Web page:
Loading Text Files into Elasticsearch

Recently, I needed to dump a large number of text files into Elasticsearch. It's not a big deal to index a text file in Elasticsearch, but there were thousands and thousands. This was an experiment, and wouldn't be used again in this form as I knew the input would change drastically as soon as it was possible to query the data in Elasticsearch. What I needed was something quick and reliable to load some data.

I had a bunch of text files in a directory, and Elasticsearch has a wonderful REST interface that is callable from the command line using curl. Some of the text files had an apostrophe, which would need to be removed to load into Elasticsearch (losing this apostrophe would not affect the results of the experiment). So the requirements boiled down to sending a bunch of slightly cleaned up text files into Elasticsearch without a lot of effort. Why not write a small bash script?

The Script

echo "#!/bin/bash" > ./loadit.sh
echo "" >> ./loadit.sh
echo "curl -XDELETE http://localhost:9200/newindex?pretty" >> ./loadit.sh
echo "" >> ./loadit.sh
echo "curl -XPUT http://localhost:9200/newindex?pretty" >> ./loadit.sh
echo "" >> ./loadit.sh
for f in $FILES
  CONTENT="`cat $f | sed "s/'//g"`"
  echo "curl -XPUT http://localhost:9200/newindex/doc/$COUNTER -d \
       '{\"content\" : \"$CONTENT\"}'" >> ./loadit.sh
  echo "" >> ./loadit.sh
chmod 777 ./loadit.sh
/bin/bash ./loadit.sh

That's 18 lines of code, but a lot is going on! This script generates a script and then executes the script it generated. Code generation, at any level, is a neat trick.

Many lines take advantage of the simple echo command (example: echo "#!/bin/bash" > ./loadit.sh). This well-worn territory for anyone familiar with writing a bash script, with the only twist being the > and >> usage. In the first line, it echo's with > to overwrite the output from any previous runs if output existed.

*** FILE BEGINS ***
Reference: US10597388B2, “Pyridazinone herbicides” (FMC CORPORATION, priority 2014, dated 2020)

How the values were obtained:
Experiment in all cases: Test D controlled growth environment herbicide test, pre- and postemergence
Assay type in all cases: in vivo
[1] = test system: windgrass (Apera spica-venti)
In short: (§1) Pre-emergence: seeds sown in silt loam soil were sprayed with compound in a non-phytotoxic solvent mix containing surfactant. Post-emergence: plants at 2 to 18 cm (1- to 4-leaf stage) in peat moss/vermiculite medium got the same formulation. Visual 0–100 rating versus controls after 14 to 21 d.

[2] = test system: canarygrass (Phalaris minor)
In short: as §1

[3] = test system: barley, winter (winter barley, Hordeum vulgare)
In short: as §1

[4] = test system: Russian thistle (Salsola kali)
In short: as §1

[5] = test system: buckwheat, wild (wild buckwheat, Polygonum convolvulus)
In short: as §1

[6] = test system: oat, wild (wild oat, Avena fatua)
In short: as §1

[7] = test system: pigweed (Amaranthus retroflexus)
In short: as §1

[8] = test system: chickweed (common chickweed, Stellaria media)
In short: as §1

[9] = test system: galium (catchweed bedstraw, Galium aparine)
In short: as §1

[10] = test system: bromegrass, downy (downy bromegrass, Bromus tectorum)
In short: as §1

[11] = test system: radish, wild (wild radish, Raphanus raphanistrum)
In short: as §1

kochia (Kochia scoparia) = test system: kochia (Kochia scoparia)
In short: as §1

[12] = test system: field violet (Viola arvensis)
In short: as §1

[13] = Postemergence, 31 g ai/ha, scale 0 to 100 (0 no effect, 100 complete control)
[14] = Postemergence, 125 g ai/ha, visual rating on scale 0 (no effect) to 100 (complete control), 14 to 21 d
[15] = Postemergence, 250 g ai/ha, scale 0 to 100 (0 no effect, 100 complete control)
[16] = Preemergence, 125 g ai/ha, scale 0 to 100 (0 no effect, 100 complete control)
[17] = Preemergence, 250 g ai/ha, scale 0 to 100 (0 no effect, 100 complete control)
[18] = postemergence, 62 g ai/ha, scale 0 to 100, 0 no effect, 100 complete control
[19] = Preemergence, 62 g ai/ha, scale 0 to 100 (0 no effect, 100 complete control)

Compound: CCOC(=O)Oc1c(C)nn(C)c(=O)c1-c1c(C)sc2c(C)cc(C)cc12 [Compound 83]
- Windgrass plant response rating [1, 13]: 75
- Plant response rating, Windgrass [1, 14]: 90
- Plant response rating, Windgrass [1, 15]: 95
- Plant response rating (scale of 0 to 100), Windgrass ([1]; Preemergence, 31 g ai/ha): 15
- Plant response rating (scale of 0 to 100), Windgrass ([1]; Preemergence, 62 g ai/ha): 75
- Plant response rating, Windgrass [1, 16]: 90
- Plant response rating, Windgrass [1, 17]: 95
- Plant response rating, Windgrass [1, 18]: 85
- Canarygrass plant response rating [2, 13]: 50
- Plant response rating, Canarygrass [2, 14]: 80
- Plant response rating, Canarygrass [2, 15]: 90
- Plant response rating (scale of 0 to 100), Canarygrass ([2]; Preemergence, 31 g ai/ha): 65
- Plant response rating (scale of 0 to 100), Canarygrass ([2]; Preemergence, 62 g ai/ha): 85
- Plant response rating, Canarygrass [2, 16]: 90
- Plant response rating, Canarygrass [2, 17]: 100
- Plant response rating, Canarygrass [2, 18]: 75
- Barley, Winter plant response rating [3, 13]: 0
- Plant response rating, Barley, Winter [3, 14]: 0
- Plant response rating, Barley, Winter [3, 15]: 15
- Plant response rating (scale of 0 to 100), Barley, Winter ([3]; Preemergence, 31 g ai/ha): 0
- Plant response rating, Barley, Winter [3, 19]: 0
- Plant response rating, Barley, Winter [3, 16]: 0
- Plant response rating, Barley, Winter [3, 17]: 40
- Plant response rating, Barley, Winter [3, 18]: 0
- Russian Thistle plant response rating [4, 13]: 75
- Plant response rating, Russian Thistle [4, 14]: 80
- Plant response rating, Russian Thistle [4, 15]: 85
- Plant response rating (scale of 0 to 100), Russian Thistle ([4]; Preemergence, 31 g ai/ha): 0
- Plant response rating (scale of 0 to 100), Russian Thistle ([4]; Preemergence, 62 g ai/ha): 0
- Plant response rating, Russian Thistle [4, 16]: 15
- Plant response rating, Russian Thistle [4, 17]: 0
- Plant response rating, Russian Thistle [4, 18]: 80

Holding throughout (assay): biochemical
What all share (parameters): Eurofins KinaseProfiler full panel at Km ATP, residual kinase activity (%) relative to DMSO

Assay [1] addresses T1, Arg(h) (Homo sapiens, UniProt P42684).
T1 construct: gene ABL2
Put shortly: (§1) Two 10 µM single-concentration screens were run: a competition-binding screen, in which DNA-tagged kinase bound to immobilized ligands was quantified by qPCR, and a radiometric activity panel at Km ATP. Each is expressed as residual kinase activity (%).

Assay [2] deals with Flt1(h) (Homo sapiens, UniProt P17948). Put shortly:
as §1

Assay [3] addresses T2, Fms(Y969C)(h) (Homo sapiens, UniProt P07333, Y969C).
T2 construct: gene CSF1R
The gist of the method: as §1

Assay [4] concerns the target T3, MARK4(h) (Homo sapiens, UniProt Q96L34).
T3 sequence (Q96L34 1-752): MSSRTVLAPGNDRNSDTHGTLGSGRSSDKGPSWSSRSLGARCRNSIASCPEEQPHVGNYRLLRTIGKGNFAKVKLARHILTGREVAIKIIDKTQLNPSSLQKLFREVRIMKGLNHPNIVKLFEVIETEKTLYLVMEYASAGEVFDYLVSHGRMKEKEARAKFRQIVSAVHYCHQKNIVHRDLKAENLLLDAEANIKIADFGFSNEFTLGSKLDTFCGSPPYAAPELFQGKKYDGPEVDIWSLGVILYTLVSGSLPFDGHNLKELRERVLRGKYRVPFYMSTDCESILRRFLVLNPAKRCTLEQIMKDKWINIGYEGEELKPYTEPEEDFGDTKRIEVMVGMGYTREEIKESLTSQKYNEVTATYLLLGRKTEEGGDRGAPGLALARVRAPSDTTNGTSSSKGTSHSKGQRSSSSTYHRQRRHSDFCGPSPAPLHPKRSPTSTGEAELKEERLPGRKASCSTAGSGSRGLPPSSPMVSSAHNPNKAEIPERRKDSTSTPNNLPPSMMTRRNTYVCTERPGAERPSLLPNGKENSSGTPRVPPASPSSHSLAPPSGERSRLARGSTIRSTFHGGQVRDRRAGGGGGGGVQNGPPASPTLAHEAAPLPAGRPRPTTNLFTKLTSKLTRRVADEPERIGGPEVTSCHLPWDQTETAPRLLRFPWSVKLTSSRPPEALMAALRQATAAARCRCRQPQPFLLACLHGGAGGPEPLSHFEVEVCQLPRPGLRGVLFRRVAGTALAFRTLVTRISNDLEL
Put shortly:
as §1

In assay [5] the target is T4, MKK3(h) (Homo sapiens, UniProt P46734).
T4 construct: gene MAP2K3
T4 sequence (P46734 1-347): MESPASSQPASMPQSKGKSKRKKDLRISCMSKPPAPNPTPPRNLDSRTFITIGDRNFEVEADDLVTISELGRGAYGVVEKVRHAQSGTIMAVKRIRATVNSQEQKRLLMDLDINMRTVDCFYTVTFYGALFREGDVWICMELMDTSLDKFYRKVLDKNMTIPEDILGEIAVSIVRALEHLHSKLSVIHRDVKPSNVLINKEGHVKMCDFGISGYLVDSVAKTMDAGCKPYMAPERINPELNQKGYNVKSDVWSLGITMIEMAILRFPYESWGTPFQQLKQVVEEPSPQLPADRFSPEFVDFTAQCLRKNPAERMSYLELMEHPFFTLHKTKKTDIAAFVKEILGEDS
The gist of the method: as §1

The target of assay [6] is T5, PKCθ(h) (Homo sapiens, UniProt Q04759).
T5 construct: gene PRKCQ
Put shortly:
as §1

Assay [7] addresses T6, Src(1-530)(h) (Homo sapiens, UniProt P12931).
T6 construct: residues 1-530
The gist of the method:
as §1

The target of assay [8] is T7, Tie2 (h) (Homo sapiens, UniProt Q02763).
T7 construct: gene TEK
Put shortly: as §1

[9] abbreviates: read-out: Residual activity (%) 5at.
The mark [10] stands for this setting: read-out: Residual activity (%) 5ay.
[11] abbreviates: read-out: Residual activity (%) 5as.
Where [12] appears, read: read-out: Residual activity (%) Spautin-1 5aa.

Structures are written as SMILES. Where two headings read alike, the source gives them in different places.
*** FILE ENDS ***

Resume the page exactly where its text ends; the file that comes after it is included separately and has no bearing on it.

Lines 4 and 6 write out the commands to delete in index in Elasticsearch, if it exists, and to create the index in Elasticsearch. This commands, and all subsequent commands, assume that the script would be executed from the Elasticsearch host. This may seem like a trivial distinction, but when using the attachments plugin of Elasticsearch, the documents would have to be on the host so this approach may come in handy when using the attachments plugin.

The loop employs some standard bash scripting, iterating over every file within the directory that ends in .txt while the COUNTER variable introduced on line 8 merely increases one each iteration. This is straightforward bash scripting and only important in this case due to the use of COUNTER as a document index in Elasticsearch as used in line 14.

Line 13 uses the stream editor sed, arguably one of the most powerful command line features ever! The sed command is awesome, providing robust regular expression matching and replacement. This usage is so simple to match an apostrophe and replace it with nothing, but sed just excels at this work.

Then on line 14 it all comes together with the generation of the curl command to write the document into Elasticsearch within the newly created index. While it would also be possible to load a file directly into Elasticsearch (replacing the text after -d with @ theFileName.txt), since the removal of the apostrophe was necessary the content was put in-line with the command.

Once the loop is done, the permissions on the file are set to 777 (restrict this if necessary) and the newly generated script is executed, thus loading thousands of documents into Elasticsearch.